Richard turns off Wi-Fi when he's recording from his Android phone with TuneIn Pro. Now he can't turn the Wi-Fi back on. It does work in safe mode, though. Leo says that means an app is causing the problem. Could be a bad update. He should try resetting his phone. He should make sure his photos are backed up to Google Photos, and that he has his Google contacts backed up. Then go into pure recovery mode and wipe everything. He can also back them up to his computer via MTP. Once that's done, the issue should be fixed.

There's also a bug called "Stagefright" that can exploit a hole to take over the system, but there is an update to address that. There's a free Stagefright detector from LookOut and Zimperium. Also, Richard should turn off automatic reception of MMS.

Watch Jim from Houston, TX Comments

Jim has an iPad 1 and wants to know if he can still use it to run Sonos. Leo says that while the iPad isn't that old, Apple won't be updating it anymore. So he should update it as far as he can. But if he's not surfing around, and he's just using it to control the Sonos, he should be fine.

Photo Credit: Yutaka Tsutano - Flickr: iPad Case

Watch Rock On from Riverside, CA Comments

Rock On recently had a contact mysteriously show up in her contacts list on her new Android phone. Leo suspects that it's through Google Contacts. If she deletes them from Google contacts, it'll be synced and deleted from her phone as well. It could also be Facebook that's populating her contacts as well. Once that's deleted, it shouldn't come back. She also may want to check with her carrier to see if they're syncing her contacts as well.

Watch Dale from Santa Maria, CA Comments

Dale has a six month old Dell that is a lemon. Leo says that there is a computer lemon law in California, and if he's had to have it repaired several times, it's protected by the Magnuson-Moss Warranty and Consumer Protection Act. Leo says to restore the laptop to the original state and tell them he's done that several times. Then demand for it to be replaced. Intermittent problems are frustrating and can effect processor, RAM, power supply, etc. Overheating due to faulty fans can also cause this. Leo says that Dell will work with him, but if not, California's Consumer Protection Agency may need to be involved.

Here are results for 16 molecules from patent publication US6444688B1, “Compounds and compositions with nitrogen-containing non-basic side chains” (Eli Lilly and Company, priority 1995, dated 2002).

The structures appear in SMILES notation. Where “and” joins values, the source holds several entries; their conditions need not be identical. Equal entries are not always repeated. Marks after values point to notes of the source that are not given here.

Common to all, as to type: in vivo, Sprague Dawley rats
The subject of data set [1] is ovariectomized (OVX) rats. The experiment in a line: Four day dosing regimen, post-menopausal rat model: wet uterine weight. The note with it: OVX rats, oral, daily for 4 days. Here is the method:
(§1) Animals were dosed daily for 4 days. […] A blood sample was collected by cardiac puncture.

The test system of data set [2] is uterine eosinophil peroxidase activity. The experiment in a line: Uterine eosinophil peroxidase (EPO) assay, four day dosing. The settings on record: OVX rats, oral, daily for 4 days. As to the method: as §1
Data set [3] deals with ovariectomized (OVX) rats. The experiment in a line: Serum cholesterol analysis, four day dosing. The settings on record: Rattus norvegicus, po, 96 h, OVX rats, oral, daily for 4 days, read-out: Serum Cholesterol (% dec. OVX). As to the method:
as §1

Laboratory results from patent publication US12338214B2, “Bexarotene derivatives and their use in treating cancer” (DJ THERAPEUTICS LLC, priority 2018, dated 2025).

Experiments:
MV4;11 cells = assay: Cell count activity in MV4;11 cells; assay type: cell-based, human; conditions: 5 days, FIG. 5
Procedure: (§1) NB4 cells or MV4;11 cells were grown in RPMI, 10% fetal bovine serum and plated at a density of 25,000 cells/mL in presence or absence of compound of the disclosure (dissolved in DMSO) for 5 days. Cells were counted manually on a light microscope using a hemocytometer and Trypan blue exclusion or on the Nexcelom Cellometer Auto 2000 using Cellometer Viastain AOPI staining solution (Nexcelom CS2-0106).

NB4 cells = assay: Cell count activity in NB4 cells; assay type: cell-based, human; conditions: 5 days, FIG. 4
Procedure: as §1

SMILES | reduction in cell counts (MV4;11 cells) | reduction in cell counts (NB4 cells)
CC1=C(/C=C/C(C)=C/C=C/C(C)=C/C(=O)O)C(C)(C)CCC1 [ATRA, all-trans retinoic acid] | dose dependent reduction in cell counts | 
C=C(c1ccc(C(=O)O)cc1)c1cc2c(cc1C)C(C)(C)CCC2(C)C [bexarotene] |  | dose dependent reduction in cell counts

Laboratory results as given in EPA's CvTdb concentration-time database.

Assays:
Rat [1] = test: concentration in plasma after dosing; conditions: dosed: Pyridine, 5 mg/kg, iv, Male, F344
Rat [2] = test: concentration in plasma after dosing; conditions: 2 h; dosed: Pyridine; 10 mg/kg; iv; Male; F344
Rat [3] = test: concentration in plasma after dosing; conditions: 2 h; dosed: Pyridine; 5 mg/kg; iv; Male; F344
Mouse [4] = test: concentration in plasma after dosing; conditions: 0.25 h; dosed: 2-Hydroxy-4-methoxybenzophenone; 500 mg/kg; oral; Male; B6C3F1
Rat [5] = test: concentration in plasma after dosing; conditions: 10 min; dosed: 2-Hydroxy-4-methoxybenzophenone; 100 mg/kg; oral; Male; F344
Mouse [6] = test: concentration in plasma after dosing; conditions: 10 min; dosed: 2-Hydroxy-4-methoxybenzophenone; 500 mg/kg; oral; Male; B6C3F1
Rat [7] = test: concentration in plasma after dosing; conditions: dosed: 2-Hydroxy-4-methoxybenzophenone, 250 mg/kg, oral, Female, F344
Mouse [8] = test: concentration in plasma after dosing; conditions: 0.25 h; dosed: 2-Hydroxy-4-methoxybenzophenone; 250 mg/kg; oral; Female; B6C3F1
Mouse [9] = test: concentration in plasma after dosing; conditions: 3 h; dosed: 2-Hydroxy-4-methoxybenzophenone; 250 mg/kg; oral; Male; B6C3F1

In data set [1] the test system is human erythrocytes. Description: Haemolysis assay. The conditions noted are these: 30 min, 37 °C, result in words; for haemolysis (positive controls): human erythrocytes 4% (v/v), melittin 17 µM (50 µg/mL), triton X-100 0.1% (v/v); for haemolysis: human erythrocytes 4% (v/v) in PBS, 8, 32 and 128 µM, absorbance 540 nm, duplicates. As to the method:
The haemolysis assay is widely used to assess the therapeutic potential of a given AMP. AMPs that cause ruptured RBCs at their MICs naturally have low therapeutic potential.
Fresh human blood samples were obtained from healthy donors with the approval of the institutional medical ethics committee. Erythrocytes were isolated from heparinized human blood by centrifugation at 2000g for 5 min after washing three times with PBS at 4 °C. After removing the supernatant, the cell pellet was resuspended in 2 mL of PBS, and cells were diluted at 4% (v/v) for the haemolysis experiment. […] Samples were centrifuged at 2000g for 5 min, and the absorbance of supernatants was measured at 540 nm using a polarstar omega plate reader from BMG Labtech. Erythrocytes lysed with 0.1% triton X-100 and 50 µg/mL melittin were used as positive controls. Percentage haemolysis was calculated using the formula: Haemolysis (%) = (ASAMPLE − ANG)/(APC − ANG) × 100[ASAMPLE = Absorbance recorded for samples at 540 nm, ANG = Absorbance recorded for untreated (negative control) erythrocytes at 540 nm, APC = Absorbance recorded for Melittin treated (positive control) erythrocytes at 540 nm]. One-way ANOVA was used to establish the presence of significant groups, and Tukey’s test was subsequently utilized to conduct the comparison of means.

Audience QuestionsHour 3

Hour 1 Hour 2 Hour 3
Watch Robert from Long Beach, CA Comments

Robert has an old Brother all-in-one printer, but it isn't supported with Windows 10 or even Windows 8. He can only do basic printing, but no scanning. How can he get around that? Leo says it's frustrating when support ends for a product. Leo says that Robert could get a third party scanner driver that will work. Ideally, he'll want a solution from Brother, but Leo says Hamrick's VueScan is a good option.

Watch Michael from Arizona Comments

Michael hasn't been able to get the Windows 10 download, so he tried to download the ISO and install it. Leo says that it's possible that not all of the hardware was compatible and that's why he didn't get an invitation. But he has a problem that when he plugs in the power, his screen goes blank. Leo says to hit Windows Key + i and go to Recovery. Then he can roll back to a previous version of Windows 8.1. He has 30 days to do that. Then he can restore to the original factory state and try it again. That's how Leo did it and he was able to upgrade and activate it.

But Michael shouldn't force it. He should be patient and he will eventually be offered it.

The chatroom says to use the Windows Key + i and then disable "Adjust Screen Brightness."

Watch Victor from Camarillo, CA Comments

Victor bought a Droid Turbo and took a lot of pictures and videos of a graduation ceremony. But after a couple days, Victor wasn't able to get the phone to turn on. Only half of his photos and videos got up to the cloud. How can he get the rest off the phone?

Leo says that DriveSavers can do it, but it won't be cheap. It also depends on the failure. If the OS failed, then the data should still be there.

Watch Rob from Vacaville, CA Comments

Rob got an invitation to upgrade to Windows 10, it died right in the middle of the upgrade, and now he can't do anything. He tried to revert to Windows 7 but it won't work. He's heard that his RAID may be the culprit. Leo says if he can boot to his Windows 7 DVD, he should be able to format and reinstall. Leo believes that Rob's RAID array or his hard drive has likely failed. So he may have to rebuild everything.